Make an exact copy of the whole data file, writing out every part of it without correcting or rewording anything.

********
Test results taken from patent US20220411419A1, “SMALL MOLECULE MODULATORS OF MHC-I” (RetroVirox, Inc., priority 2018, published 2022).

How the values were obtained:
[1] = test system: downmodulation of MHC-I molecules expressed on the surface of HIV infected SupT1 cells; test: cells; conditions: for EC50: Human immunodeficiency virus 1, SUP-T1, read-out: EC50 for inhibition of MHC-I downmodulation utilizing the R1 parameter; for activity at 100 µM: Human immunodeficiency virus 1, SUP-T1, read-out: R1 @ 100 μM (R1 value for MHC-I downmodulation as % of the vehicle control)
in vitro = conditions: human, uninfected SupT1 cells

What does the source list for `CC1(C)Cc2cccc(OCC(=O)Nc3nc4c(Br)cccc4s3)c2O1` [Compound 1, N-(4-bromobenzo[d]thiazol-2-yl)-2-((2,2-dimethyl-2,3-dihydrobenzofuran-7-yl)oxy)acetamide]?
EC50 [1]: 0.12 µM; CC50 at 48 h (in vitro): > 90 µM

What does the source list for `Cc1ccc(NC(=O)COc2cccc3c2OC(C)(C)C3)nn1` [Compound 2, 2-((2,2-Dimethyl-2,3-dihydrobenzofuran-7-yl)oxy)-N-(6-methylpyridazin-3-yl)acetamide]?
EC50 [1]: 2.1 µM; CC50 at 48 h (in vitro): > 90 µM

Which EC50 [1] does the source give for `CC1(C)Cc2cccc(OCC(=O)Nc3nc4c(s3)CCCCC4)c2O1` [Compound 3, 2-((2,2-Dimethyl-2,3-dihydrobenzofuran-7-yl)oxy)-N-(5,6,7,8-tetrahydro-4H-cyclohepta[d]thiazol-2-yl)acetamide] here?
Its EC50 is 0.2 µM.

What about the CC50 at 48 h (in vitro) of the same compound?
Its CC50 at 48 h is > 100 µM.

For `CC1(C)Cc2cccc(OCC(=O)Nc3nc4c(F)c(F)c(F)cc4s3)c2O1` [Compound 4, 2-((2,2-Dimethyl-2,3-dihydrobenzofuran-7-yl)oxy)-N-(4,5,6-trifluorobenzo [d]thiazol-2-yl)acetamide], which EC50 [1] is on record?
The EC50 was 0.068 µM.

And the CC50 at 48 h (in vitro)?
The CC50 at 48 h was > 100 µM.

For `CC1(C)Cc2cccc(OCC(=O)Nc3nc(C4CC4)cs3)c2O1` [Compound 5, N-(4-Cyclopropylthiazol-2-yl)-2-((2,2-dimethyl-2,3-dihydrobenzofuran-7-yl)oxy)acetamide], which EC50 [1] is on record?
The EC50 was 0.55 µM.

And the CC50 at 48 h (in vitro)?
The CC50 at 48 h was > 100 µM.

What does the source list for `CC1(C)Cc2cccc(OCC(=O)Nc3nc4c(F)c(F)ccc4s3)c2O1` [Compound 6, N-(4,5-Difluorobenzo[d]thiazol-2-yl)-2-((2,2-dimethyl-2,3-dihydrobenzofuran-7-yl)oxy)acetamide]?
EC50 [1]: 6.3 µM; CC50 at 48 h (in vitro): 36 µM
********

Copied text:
Test results taken from patent US20220411419A1, “SMALL MOLECULE MODULATORS OF MHC-I” (RetroVirox, Inc., priority 2018, published 2022).

How the values were obtained:
[1] = test system: downmodulation of MHC-I molecules expressed on the surface of HIV infected SupT1 cells; test: cells; conditions: for EC50: Human immunodeficiency virus 1, SUP-T1, read-out: EC50 for inhibition of MHC-I downmodulation utilizing the R1 parameter; for activity at 100 µM: Human immunodeficiency virus 1, SUP-T1, read-out: R1 @ 100 μM (R1 value for MHC-I downmodulation as % of the vehicle control)
in vitro = conditions: human, uninfected SupT1 cells

What does the source list for `CC1(C)Cc2cccc(OCC(=O)Nc3nc4c(Br)cccc4s3)c2O1` [Compound 1, N-(4-bromobenzo[d]thiazol-2-yl)-2-((2,2-dimethyl-2,3-dihydrobenzofuran-7-yl)oxy)acetamide]?
EC50 [1]: 0.12 µM; CC50 at 48 h (in vitro): > 90 µM

What does the source list for `Cc1ccc(NC(=O)COc2cccc3c2OC(C)(C)C3)nn1` [Compound 2, 2-((2,2-Dimethyl-2,3-dihydrobenzofuran-7-yl)oxy)-N-(6-methylpyridazin-3-yl)acetamide]?
EC50 [1]: 2.1 µM; CC50 at 48 h (in vitro): > 90 µM

Which EC50 [1] does the source give for `CC1(C)Cc2cccc(OCC(=O)Nc3nc4c(s3)CCCCC4)c2O1` [Compound 3, 2-((2,2-Dimethyl-2,3-dihydrobenzofuran-7-yl)oxy)-N-(5,6,7,8-tetrahydro-4H-cyclohepta[d]thiazol-2-yl)acetamide] here?
Its EC50 is 0.2 µM.

What about the CC50 at 48 h (in vitro) of the same compound?
Its CC50 at 48 h is > 100 µM.

For `CC1(C)Cc2cccc(OCC(=O)Nc3nc4c(F)c(F)c(F)cc4s3)c2O1` [Compound 4, 2-((2,2-Dimethyl-2,3-dihydrobenzofuran-7-yl)oxy)-N-(4,5,6-trifluorobenzo [d]thiazol-2-yl)acetamide], which EC50 [1] is on record?
The EC50 was 0.068 µM.

And the CC50 at 48 h (in vitro)?
The CC50 at 48 h was > 100 µM.

For `CC1(C)Cc2cccc(OCC(=O)Nc3nc(C4CC4)cs3)c2O1` [Compound 5, N-(4-Cyclopropylthiazol-2-yl)-2-((2,2-dimethyl-2,3-dihydrobenzofuran-7-yl)oxy)acetamide], which EC50 [1] is on record?
The EC50 was 0.55 µM.

And the CC50 at 48 h (in vitro)?
The CC50 at 48 h was > 100 µM.

What does the source list for `CC1(C)Cc2cccc(OCC(=O)Nc3nc4c(F)c(F)ccc4s3)c2O1` [Compound 6, N-(4,5-Difluorobenzo[d]thiazol-2-yl)-2-((2,2-dimethyl-2,3-dihydrobenzofuran-7-yl)oxy)acetamide]?
EC50 [1]: 6.3 µM; CC50 at 48 h (in vitro): 36 µM